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Container cap having means to protect articles
4215786 Container cap having means to protect articles
Patent Drawings:Drawing: 4215786-2    Drawing: 4215786-3    
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Inventor: Vertes
Date Issued: August 5, 1980
Application: 05/956,504
Filed: November 1, 1978
Inventors: Vertes; Michael A. (Weston, CT)
Primary Examiner: Hall; George T.
Assistant Examiner:
Attorney Or Agent: Feldman & Feldman
U.S. Class: 206/591; 215/231
Field Of Search: 215/11R; 215/11B; 215/6; 215/228; 215/231; 220/93; 206/591
International Class:
U.S Patent Documents: 2208360; 2780378; 2793778; 2853209; 3143429; 3163544; 3184120; 3664535
Foreign Patent Documents: 2343657
Other References:

Abstract: A container cap for a pill container is disclosed wherein the cap provides protection against pill degradation through shaking as well as moisture exposure. The cap is of an integral one-piece construction. A particularly useful application is in the low cost cylindrical thermoplastic pill containers, where the aforesaid protection is necessary without multi-piece construction.
Claim: What is claimed is:

1. A container cap comprising a bellows and flange means extending radially outwardly therefrom, and an overcap operatively associated therewith, said flange means comprisingmeans to engage the lip of a container so that the bellows is disposed within the container, whereby the bellows expends to contact the material within the container to limit movement thereof, further comprising a hollow cylindrical portion integrallyconnected at one end to the bellows and at the other end to the flange means, said flange means further comprising means to engage said overcap, said overcap comprising means for engaging the outside of the container so as to compress said flange betweensaid overcap and said container lip to form an air-tight seal.

2. The cap of claim 1, wherein said lip engaging means comprising means to vapor seal the container.

3. The cap of claim 1, wherein the cap is formed of thermoplastic material.

4. The cap of claim 3, said cap being of one-piece construction.

5. The cap of claim 1, wherein said cap is of an injection blow-molded thermoplastic construction.

6. The cap of claim 1, said means to engage the lip further comprises means to engage the outside of the container.

7. The cap of claim 6, said means to engage the outside of the container comprising means cooperatively associated with the container to lock the cap to the container.

8. The cap of claim 1, said flange means extending across the top of the container.

9. The cap of claim 1, wherein said flange means is formed as a plate which covers the bellows.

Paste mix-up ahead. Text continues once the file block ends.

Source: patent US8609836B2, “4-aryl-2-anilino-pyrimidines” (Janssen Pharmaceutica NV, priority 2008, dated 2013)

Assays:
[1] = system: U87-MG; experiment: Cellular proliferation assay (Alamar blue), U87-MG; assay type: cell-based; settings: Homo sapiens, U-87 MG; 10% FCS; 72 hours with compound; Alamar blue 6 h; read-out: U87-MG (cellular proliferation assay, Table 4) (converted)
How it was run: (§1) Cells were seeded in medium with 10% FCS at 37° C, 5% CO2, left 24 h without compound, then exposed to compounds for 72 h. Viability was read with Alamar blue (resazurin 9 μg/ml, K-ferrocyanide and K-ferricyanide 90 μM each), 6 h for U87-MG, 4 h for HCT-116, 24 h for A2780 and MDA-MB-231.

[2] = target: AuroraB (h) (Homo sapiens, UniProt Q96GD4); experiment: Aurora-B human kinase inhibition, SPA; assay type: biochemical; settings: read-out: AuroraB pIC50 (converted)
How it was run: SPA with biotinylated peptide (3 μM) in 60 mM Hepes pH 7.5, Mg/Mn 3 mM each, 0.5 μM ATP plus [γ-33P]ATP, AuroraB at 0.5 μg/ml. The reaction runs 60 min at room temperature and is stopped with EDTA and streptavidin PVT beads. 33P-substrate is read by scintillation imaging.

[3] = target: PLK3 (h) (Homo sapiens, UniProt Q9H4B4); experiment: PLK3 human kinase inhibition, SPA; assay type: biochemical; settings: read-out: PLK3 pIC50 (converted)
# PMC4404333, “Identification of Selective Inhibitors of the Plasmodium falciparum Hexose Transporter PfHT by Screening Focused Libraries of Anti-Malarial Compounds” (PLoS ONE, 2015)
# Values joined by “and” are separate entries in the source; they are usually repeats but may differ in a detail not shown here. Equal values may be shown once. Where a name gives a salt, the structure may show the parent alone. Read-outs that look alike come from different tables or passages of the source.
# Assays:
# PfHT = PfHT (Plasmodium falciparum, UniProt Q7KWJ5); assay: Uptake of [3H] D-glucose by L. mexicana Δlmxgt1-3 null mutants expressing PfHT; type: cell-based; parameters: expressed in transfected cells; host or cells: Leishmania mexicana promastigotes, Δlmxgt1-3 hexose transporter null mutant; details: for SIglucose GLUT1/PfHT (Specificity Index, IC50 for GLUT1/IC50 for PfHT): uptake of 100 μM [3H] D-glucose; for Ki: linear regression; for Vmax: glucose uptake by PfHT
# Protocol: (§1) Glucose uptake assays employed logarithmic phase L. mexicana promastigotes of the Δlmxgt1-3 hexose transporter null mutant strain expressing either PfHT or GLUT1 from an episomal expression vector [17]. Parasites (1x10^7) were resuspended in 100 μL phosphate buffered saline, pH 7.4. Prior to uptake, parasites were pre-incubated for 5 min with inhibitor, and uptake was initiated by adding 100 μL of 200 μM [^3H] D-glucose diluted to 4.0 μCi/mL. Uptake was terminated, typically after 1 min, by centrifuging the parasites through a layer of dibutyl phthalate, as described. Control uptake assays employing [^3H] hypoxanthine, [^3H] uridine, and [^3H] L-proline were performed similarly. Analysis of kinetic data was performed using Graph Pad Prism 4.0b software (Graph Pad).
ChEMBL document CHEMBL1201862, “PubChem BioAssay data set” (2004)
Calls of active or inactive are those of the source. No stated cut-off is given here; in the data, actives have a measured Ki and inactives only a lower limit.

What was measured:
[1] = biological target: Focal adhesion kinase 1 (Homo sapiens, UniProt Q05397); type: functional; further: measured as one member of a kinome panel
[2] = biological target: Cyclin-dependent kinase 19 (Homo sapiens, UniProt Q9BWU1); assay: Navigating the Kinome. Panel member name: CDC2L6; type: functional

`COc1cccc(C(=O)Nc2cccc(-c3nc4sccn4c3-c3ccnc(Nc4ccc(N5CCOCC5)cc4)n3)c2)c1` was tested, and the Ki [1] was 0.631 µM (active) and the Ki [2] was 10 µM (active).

10. The cap of claim 9, wherein the bellows further comprises a bottom wall for contacting the material in the container and said bottom wall being formed with an orifice to permit expansion and contraction of the bellows.

11. The cap of claim 10, wherein said cap is of an injection blow-molded thermoplastic construction.

12. The cap of claim 1, said overcap engaging means comprising threads and said container being formed with interengaging threads.

13. The cap of claim 1, wherein said flange extends fixedly radially outwardly from said hollow cylindrical portion so that the top face of said flange contactingly engages the bottom face of said overcap, and the radially outward part of thebottom face of the flange contacts the container lip.

This invention relates to container caps. Specifically this invention relates to caps for use with containers for solid materials such as pills.


Heretofore in the prior art it was known to provide a cap insert with a groove for engaging the lip of the container such that when the cap was tightened down, the insert would form a vapor-light seal with the container, thus protecting thecontents of the container against ambient moisture.

It was also known in the prior art, that to protect pills in a container from breaking as a result of vibration, cotton or other soft, flexible materials would be placed on top of the pills and wedged between the cap and the pills. While thecotton served its intended purpose, it was subject to being misplaced or damaged by the user in repeated pill takings, such that after a certain time the residual pills remained in the container without the cotton.

There is now provided by the present invention a unitary container cap which provides both a vapor-seal while simultaneously protecting the contents against damage through shaking, and in a preferred aspect serves as the overcap as well to lockto the container.

It is therefore a principal object of this invention to provide a container cap which is multi-functional.

It is another principal object of this invention to provide a container cap which eliminates the need for multiple container and cap inserts.

It is another object of this invention to provide a container cap as aforesaid which is of unitary construction.

It is another object of this invention to provide a pill container cap which simultaneously provide pill protection against breakage as well as moisture degration.

It is still a further object of this invention to provide a container cap as aforesaid which further locks to the container body.